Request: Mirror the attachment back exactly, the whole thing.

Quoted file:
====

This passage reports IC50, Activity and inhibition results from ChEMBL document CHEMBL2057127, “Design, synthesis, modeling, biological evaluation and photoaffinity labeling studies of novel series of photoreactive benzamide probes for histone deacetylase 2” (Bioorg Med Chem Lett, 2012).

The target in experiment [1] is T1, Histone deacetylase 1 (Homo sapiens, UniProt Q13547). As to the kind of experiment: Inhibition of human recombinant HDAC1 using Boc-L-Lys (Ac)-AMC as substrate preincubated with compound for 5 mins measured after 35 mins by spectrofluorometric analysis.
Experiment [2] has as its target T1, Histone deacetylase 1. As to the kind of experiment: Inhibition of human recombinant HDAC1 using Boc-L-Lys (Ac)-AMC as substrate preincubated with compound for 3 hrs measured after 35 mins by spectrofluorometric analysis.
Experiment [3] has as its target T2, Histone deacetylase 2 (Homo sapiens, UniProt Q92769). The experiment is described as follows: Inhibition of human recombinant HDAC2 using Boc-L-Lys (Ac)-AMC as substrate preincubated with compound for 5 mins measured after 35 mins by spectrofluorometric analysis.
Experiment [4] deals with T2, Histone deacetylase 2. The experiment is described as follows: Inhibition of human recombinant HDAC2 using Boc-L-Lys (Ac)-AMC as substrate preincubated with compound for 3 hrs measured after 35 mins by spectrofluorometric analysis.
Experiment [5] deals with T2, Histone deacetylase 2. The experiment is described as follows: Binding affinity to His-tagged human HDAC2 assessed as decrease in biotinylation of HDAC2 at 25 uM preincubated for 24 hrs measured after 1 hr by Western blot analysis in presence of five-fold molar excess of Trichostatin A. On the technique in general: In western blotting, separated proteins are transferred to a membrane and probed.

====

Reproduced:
This passage reports IC50, Activity and inhibition results from ChEMBL document CHEMBL2057127, “Design, synthesis, modeling, biological evaluation and photoaffinity labeling studies of novel series of photoreactive benzamide probes for histone deacetylase 2” (Bioorg Med Chem Lett, 2012).

The target in experiment [1] is T1, Histone deacetylase 1 (Homo sapiens, UniProt Q13547). As to the kind of experiment: Inhibition of human recombinant HDAC1 using Boc-L-Lys (Ac)-AMC as substrate preincubated with compound for 5 mins measured after 35 mins by spectrofluorometric analysis.
Experiment [2] has as its target T1, Histone deacetylase 1. As to the kind of experiment: Inhibition of human recombinant HDAC1 using Boc-L-Lys (Ac)-AMC as substrate preincubated with compound for 3 hrs measured after 35 mins by spectrofluorometric analysis.
Experiment [3] has as its target T2, Histone deacetylase 2 (Homo sapiens, UniProt Q92769). The experiment is described as follows: Inhibition of human recombinant HDAC2 using Boc-L-Lys (Ac)-AMC as substrate preincubated with compound for 5 mins measured after 35 mins by spectrofluorometric analysis.
Experiment [4] deals with T2, Histone deacetylase 2. The experiment is described as follows: Inhibition of human recombinant HDAC2 using Boc-L-Lys (Ac)-AMC as substrate preincubated with compound for 3 hrs measured after 35 mins by spectrofluorometric analysis.
Experiment [5] deals with T2, Histone deacetylase 2. The experiment is described as follows: Binding affinity to His-tagged human HDAC2 assessed as decrease in biotinylation of HDAC2 at 25 uM preincubated for 24 hrs measured after 1 hr by Western blot analysis in presence of five-fold molar excess of Trichostatin A. On the technique in general: In western blotting, separated proteins are transferred to a membrane and probed.